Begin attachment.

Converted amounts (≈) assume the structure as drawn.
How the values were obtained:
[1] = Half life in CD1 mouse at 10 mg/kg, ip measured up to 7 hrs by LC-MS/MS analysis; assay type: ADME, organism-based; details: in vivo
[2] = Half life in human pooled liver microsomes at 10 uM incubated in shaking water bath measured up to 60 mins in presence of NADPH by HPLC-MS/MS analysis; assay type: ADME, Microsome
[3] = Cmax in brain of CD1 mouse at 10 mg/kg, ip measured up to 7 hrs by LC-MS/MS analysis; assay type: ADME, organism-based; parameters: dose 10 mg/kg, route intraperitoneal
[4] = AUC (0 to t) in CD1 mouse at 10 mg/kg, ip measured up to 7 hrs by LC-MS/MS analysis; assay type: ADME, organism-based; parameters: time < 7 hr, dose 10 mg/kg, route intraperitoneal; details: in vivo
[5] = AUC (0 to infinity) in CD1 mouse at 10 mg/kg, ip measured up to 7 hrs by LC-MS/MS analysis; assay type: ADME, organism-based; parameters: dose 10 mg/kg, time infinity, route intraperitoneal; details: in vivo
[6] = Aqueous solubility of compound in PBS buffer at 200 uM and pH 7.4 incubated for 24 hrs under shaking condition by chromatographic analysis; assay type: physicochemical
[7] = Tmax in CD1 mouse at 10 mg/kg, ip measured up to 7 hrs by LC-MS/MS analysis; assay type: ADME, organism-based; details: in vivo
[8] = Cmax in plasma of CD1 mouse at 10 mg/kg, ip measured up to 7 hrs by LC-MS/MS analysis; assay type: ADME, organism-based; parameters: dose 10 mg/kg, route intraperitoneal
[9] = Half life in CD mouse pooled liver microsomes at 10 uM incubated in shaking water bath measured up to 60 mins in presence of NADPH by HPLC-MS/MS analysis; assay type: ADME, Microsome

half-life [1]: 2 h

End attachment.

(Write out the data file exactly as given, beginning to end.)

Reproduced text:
Converted amounts (≈) assume the structure as drawn.
How the values were obtained:
[1] = Half life in CD1 mouse at 10 mg/kg, ip measured up to 7 hrs by LC-MS/MS analysis; assay type: ADME, organism-based; details: in vivo
[2] = Half life in human pooled liver microsomes at 10 uM incubated in shaking water bath measured up to 60 mins in presence of NADPH by HPLC-MS/MS analysis; assay type: ADME, Microsome
[3] = Cmax in brain of CD1 mouse at 10 mg/kg, ip measured up to 7 hrs by LC-MS/MS analysis; assay type: ADME, organism-based; parameters: dose 10 mg/kg, route intraperitoneal
[4] = AUC (0 to t) in CD1 mouse at 10 mg/kg, ip measured up to 7 hrs by LC-MS/MS analysis; assay type: ADME, organism-based; parameters: time < 7 hr, dose 10 mg/kg, route intraperitoneal; details: in vivo
[5] = AUC (0 to infinity) in CD1 mouse at 10 mg/kg, ip measured up to 7 hrs by LC-MS/MS analysis; assay type: ADME, organism-based; parameters: dose 10 mg/kg, time infinity, route intraperitoneal; details: in vivo
[6] = Aqueous solubility of compound in PBS buffer at 200 uM and pH 7.4 incubated for 24 hrs under shaking condition by chromatographic analysis; assay type: physicochemical
[7] = Tmax in CD1 mouse at 10 mg/kg, ip measured up to 7 hrs by LC-MS/MS analysis; assay type: ADME, organism-based; details: in vivo
[8] = Cmax in plasma of CD1 mouse at 10 mg/kg, ip measured up to 7 hrs by LC-MS/MS analysis; assay type: ADME, organism-based; parameters: dose 10 mg/kg, route intraperitoneal
[9] = Half life in CD mouse pooled liver microsomes at 10 uM incubated in shaking water bath measured up to 60 mins in presence of NADPH by HPLC-MS/MS analysis; assay type: ADME, Microsome

half-life [1]: 2 h